Intergenerational Changes in the Value System in Europe
This chapter presents intergenerational differences in the value system in the PPAS countries. The analysis focuses on the position of materialistic and non-materialistic values, as well as on the value attached to children, in the personal lives of the older generation (born in 1946–1955) and of the younger generation (born in 1971–1980) in the Central and Eastern European countries (CEE) and in countries in Western Europe. The hypothesis is that the value system differs between these two distinct generational groups and the range of changes depends on a country’s historical background and its geographical and economic position in Europe. This is explored by using the principal component method to relevant variables classified as reflecting materialistic and post-materialistic values and children-related values. The detailed cross-country descriptive analyses by generation and gender reveal differences in relevance of particular variables evaluated in terms of the percentages of respondents who assessed them as “very important”. The results confirmed that, in general, the importance of post-materialistic values increased in all countries among the younger generations of both males and females as compared with the older generations. However, the pace of the evolution of the value system in the CEE countries is slower: materialistic values are still highly relevant among both the younger and older generations. Moreover, the shifts in the system of values are generation-related, but not gender-specific.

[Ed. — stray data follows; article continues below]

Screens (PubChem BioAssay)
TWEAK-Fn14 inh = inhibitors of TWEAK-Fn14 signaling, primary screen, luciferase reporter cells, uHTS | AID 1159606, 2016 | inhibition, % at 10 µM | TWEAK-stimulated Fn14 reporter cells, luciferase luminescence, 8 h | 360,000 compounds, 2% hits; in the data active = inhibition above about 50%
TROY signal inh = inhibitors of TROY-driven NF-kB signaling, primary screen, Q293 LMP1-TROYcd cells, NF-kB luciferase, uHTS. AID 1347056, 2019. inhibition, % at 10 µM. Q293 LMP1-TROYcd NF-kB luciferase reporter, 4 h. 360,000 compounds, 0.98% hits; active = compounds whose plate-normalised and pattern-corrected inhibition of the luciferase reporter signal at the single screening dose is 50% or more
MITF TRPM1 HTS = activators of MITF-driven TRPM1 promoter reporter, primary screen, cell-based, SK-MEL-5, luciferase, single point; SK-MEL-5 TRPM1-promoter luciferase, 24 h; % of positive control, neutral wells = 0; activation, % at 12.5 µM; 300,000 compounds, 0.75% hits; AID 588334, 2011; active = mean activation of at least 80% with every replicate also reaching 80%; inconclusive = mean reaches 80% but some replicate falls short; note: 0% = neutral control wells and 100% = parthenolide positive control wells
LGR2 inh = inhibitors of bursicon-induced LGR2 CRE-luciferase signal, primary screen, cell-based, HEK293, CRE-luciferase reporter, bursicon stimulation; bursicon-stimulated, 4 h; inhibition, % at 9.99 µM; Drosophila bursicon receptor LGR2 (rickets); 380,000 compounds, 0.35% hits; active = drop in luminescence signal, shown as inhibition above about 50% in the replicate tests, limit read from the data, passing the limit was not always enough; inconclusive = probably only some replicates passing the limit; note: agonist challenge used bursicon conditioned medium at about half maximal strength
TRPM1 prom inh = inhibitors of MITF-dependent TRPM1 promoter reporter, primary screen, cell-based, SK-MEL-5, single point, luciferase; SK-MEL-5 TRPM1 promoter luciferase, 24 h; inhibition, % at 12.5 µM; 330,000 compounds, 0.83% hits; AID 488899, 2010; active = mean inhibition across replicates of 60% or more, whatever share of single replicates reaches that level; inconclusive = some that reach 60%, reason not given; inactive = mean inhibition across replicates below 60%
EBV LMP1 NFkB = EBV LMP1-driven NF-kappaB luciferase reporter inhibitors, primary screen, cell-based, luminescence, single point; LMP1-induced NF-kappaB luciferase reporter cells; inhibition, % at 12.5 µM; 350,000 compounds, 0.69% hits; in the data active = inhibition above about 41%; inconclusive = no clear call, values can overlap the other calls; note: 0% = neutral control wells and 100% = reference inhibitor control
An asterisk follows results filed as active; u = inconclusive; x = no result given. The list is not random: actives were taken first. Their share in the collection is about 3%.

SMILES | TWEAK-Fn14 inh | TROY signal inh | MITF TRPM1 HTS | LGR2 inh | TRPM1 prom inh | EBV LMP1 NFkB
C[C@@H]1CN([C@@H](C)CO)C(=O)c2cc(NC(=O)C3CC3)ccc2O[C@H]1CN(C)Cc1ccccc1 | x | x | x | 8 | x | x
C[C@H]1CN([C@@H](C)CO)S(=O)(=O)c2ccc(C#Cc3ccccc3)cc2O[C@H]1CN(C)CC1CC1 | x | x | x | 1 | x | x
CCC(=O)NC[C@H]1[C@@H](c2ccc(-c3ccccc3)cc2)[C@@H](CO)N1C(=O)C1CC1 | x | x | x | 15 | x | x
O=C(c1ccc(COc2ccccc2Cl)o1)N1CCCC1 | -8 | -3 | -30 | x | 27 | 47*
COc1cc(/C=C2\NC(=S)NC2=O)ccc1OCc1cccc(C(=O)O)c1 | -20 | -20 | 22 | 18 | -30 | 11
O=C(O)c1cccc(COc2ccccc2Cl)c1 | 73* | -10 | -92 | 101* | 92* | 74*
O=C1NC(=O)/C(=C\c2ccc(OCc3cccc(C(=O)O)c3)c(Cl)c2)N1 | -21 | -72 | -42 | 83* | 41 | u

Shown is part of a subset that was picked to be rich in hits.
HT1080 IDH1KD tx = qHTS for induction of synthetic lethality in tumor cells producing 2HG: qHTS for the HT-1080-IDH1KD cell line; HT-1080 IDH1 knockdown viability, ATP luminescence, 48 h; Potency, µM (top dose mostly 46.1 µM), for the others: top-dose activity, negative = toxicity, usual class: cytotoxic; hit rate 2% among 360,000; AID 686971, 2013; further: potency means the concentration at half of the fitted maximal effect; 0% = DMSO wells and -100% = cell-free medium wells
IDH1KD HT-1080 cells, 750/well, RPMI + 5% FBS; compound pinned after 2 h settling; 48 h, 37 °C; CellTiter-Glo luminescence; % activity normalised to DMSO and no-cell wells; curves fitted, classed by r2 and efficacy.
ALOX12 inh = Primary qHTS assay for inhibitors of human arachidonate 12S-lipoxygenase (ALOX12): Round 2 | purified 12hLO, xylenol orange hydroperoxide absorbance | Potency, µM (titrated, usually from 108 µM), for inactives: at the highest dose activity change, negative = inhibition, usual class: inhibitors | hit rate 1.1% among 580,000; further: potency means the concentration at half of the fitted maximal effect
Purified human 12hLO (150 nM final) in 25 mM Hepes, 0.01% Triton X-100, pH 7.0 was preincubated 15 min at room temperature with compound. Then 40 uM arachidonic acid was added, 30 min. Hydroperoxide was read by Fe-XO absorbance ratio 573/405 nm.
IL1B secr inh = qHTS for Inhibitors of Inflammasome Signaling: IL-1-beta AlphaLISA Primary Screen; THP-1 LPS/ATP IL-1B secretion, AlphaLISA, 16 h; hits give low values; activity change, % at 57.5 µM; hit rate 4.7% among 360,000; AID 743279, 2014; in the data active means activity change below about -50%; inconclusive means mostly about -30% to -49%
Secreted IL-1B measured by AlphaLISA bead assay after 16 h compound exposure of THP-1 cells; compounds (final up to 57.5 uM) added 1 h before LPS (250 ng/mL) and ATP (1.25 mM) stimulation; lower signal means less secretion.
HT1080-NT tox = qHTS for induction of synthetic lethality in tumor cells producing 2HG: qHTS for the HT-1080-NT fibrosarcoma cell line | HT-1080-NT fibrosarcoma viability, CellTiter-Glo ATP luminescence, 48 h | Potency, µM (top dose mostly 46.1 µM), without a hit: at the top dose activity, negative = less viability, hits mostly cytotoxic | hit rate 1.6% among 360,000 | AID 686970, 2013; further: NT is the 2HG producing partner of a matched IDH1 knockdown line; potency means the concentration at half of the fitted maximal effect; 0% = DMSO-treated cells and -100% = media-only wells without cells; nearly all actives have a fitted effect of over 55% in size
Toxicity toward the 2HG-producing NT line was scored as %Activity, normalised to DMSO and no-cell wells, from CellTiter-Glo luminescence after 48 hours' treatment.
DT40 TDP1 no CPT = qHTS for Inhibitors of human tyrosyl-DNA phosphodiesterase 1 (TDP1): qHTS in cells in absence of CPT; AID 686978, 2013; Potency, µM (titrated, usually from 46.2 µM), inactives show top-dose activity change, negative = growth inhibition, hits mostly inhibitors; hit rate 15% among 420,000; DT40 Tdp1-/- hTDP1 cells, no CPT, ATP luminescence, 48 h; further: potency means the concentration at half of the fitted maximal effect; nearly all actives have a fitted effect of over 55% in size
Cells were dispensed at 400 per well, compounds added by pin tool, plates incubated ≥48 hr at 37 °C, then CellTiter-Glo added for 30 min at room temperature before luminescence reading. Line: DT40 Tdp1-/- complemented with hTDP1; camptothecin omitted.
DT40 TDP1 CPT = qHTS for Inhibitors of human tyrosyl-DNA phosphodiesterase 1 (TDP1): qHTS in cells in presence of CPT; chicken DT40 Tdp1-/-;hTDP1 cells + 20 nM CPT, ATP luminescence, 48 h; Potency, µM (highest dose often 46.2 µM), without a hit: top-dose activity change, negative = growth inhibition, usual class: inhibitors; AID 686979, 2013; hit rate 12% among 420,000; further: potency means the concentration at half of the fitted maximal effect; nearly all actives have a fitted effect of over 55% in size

KeywordsValue system Materialistic and post-materialistic values Family- and children-related values Intergenerational change in Europe
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